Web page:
Other businesses tried to reopen but found their customers weren’t ready to come back. Bad Axe Throwing tried to entice customers to come into its entertainment venue for “quarantine anger and stress relief,” but only had two customers all weekend. “The reopening this weekend was a disaster,” Mario Zelaya, president and CEO, told What Now Atlanta.

“Bars, bowling alleys, movie theatres, axe throwing, and any other entertainment concepts are going to have the most difficult time reaching normalcy after the closures. This past weekend showed us that,” he said.

Another Salon: 'No Dismount Advice'

On a recent sunny morning in Atlanta’s Grant Park neighborhood, the door to Lark & Sparrow was open wide to catch fresh air.

Normally, by mid-morning on a Saturday, the couch and manicure stations would be bustling with clients lining up to get their feet scrubbed with a paste of lemon juice and baking soda, and their nails painted with nontoxic polishes.

But co-owner Linda Sharp says they are holding off on reopening. Part of the reason, she says, is that they can’t get the supplies they need to safely open back up.

“Our normal supplier that we go through, they’re completely out of gloves, completely out of masks, out of the alcohol that we usually purchase, and they don’t have a date when those will be available,” she says.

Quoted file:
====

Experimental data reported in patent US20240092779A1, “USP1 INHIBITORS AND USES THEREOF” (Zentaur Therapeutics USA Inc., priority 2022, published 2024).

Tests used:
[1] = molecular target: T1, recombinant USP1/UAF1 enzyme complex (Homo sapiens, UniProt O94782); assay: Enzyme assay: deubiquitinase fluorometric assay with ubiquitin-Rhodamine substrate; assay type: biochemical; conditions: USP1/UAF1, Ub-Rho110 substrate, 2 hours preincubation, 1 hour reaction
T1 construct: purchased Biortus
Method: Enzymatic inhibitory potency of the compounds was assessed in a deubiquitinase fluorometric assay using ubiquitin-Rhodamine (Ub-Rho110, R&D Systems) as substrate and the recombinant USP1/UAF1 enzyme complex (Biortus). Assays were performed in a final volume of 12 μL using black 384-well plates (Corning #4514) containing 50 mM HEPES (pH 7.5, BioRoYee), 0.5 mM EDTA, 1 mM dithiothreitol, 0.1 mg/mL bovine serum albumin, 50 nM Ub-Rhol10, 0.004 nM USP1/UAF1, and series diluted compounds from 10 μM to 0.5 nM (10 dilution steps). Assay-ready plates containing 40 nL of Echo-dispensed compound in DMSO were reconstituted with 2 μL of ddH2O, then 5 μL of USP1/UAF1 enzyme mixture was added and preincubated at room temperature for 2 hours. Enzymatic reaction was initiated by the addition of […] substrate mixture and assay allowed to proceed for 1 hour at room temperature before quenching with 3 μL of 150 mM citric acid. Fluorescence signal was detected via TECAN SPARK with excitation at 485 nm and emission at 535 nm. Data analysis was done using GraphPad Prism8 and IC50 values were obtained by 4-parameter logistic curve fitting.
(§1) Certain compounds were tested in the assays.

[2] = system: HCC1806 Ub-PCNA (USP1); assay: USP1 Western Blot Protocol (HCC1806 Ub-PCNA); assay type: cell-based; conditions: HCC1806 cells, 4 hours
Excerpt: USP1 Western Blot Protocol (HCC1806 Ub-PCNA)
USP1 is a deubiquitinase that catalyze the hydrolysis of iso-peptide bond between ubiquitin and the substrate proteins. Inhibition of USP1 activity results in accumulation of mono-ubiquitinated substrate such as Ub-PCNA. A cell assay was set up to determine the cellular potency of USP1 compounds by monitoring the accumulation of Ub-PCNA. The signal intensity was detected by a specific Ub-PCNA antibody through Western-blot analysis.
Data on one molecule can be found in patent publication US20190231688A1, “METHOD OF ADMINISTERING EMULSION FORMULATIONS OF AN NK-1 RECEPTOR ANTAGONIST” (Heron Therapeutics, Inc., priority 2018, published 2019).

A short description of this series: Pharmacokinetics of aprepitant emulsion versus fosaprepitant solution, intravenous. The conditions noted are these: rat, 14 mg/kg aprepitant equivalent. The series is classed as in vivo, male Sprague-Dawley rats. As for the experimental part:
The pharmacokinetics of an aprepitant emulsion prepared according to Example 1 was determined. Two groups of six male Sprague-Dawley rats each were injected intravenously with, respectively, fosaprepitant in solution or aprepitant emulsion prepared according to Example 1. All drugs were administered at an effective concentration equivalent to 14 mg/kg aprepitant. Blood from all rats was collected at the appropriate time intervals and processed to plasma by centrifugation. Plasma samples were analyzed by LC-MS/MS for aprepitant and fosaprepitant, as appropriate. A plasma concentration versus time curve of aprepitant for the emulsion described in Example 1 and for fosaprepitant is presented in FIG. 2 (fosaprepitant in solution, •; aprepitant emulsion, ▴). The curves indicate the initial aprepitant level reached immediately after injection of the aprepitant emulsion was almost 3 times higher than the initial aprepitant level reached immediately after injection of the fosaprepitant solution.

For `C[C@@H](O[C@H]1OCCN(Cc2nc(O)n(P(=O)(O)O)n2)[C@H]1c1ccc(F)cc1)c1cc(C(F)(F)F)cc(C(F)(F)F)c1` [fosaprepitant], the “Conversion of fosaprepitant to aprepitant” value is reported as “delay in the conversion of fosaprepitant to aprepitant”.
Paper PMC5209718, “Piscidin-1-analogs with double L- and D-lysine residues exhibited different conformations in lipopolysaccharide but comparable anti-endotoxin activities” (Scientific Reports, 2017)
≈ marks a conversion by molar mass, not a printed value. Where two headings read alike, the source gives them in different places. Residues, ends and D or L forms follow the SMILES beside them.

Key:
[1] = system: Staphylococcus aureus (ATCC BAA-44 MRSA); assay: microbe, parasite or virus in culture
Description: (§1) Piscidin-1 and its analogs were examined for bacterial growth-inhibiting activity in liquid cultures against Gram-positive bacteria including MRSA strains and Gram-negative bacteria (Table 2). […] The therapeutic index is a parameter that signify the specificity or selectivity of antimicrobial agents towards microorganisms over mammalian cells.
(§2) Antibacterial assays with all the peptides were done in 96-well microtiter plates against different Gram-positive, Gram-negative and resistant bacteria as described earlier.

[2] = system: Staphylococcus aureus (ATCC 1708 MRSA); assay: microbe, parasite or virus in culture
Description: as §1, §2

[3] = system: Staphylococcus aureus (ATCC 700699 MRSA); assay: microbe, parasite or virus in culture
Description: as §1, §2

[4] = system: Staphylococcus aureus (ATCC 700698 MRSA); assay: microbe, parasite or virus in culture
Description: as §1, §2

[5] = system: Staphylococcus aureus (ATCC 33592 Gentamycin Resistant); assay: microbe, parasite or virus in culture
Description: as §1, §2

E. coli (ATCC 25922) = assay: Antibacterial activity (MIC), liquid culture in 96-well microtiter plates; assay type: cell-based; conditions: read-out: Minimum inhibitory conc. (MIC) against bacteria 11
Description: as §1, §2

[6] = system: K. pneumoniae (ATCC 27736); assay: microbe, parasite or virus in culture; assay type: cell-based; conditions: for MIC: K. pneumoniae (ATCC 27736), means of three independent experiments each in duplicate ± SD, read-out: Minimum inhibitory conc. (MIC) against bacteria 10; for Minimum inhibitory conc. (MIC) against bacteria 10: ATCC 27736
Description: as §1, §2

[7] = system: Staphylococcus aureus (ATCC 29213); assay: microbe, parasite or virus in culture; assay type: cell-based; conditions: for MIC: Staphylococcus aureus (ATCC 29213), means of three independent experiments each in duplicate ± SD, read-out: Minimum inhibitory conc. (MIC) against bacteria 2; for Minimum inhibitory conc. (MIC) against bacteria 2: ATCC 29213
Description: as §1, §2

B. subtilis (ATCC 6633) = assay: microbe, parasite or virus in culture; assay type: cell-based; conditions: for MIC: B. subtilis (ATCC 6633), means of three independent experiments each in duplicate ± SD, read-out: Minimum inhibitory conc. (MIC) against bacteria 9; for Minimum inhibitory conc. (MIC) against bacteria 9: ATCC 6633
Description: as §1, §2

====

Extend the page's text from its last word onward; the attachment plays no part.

She could maybe order limited quantities of those needed items on Amazon, but even those orders are backed up for at least 2 weeks.

“We didn’t stockpile because the last thing we wanted to do when this was going on was say, ‘Well, we better order all the masks, we better order all the gloves.’ We were leaving it to the people who really needed it. As far as I know, they still need it. It feels weird for me to buy it,” Sharp says.

She says they have a litany of questions that they can’t get answered. They aren’t sure, for example, what will happen to their staff’s unemployment checks if they reopen. They’ve waited on hold for hours trying to talk to someone at the Georgia Department of Labor.

“There’s no dismount advice, you know?” says Jody Hill, who’s also a co-owner.